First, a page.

Definition of deduce in English:

deduce

verb

[WITH OBJECT]
  • 1Arrive at (a fact or a conclusion) by reasoning; draw as a logical conclusion.

    ‘little can be safely deduced from these figures’
    with clause ‘they deduced that the fish died because of water pollution’
    • ‘Hempel and Oppenheim made the important logical point that statements about a phenomenon cannot be deduced from general laws alone.’
    • ‘And with a great leap of logical brilliance, he deduced that he was looking at a ceiling.’
    • ‘Newton had deduced from his theory of gravitation that the Earth would be flattened at the poles.’
    • ‘Nothing further is to be deduced from this reference.’
    • ‘Although the reason is unclear I think that, as my neighbour called for my post, it was deduced that I no longer required my box.’
    • ‘From this it was deduced that Diophantus wrote around 250 AD and the dates we have given for him are based on this argument.’
    • ‘He deduces this curious conclusion from their view that a site would have no economic value were it not for the community around it, assuming that this implies that the community is the sole producer.’
    • ‘It can also be deduced from a copy of the second treatise of Serenus which has survived.’
    • ‘Less obvious truths are deduced from these self-evident beginnings by individually obvious steps.’
    • ‘The conclusions he deduced from it depended entirely on his empirical assumptions.’
    • ‘We have very little information about Bhaskara I's life except what can be deduced from his writings.’
    • ‘As conscious beings we can deduce that the logical conclusion of this decline is our extinction.’
    • ‘The Academics took the part of the questioner, who puts questions to his interlocutors and deduces conclusions that are unwelcome to them from their answers.’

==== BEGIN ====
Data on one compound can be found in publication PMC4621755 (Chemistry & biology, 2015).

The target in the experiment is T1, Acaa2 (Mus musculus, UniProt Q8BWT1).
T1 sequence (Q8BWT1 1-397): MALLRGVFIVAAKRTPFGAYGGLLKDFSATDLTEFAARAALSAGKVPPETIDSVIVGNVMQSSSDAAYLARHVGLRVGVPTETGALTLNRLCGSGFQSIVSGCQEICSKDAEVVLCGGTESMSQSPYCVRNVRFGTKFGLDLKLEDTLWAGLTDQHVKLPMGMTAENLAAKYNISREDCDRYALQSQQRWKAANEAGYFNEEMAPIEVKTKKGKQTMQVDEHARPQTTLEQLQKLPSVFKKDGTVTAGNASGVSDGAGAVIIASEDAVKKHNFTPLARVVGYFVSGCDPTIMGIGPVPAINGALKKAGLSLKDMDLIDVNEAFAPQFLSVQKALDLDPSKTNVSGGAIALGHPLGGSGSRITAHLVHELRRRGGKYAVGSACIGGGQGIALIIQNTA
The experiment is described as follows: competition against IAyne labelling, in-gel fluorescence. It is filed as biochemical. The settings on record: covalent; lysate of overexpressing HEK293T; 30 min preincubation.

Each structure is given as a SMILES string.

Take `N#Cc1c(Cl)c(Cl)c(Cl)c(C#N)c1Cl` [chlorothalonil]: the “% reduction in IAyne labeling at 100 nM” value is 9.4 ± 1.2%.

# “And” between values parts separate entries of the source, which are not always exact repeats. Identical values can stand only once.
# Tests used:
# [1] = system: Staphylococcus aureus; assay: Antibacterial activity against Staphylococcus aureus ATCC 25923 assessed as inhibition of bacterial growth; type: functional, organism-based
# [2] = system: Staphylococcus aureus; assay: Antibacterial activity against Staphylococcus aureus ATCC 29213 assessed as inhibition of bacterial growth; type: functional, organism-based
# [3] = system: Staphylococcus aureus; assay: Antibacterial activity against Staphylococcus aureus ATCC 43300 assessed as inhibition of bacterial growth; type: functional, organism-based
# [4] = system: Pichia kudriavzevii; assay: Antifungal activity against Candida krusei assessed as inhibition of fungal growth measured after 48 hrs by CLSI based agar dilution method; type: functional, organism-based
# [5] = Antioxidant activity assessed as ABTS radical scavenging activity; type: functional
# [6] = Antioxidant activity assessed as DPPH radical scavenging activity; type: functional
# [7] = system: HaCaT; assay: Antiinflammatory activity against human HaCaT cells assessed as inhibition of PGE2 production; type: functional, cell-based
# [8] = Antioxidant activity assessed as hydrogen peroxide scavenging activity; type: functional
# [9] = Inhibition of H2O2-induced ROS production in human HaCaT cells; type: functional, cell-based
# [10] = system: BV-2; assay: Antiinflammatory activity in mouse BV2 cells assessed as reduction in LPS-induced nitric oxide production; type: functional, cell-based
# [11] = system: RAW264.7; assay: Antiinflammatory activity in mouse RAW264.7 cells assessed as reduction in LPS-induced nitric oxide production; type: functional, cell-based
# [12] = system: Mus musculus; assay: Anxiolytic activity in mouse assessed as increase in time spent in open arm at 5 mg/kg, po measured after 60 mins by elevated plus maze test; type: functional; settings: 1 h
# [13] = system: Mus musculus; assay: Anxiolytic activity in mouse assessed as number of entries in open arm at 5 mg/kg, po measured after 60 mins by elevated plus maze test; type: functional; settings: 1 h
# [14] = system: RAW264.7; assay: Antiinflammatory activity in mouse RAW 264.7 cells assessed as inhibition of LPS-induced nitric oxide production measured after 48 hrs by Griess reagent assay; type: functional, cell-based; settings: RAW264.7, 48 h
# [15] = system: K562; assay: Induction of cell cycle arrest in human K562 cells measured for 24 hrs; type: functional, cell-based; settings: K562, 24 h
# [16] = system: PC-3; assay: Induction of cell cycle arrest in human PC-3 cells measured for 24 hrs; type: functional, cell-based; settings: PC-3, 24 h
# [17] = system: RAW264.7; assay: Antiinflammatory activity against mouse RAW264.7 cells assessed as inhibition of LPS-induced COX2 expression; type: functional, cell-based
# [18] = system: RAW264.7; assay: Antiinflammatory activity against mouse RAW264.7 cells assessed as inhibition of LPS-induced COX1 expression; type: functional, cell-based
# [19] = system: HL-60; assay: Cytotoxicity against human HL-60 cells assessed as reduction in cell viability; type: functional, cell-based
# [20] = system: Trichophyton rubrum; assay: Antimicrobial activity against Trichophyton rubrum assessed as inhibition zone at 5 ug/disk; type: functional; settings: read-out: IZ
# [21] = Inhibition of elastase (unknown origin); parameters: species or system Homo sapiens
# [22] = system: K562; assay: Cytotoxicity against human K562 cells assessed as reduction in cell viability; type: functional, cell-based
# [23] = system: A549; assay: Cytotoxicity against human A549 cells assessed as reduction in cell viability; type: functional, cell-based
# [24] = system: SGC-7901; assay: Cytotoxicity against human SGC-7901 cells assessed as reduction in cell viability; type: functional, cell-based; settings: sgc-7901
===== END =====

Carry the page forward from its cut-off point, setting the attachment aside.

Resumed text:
• ‘The comet made no reappearance and again Lexell correctly deduced that Jupiter had changed the orbit so much that it was thrown far away from the Sun.’
    • ‘Much can be deduced from his art, but the facts surrounding his life remain obscure to an English-speaking audience.’
    • ‘Examples include Charles Darwin deducing the fact of evolution and then formulating a powerful theory to explain it, thus laying the very foundation of our modern understanding of life.’
    • ‘Some dates and places from this period can again be deduced from descriptions of astronomical events recorded by al-Biruni.’
    • ‘Joseph Raphson's life can only be deduced from a number of pointers.’
    • ‘Scientists have deduced that the known physical universe has existed for approx 12 billion years since the Big Bang.’
    • ‘It's not possible to deduce moral conclusions from first principles.’
    conclude, come to the conclusion, reason, work out, gather, infer, draw the inference
    View synonyms
  • 2archaic Trace the course or derivation of.

    ‘he cannot deduce his descent wholly by heirs male’

Origin

Late Middle English (in the sense ‘lead or convey’): from Latin deducere, from de- ‘down’ + ducere ‘lead’.

Pronunciation

deduce

/dɪˈdjuːs/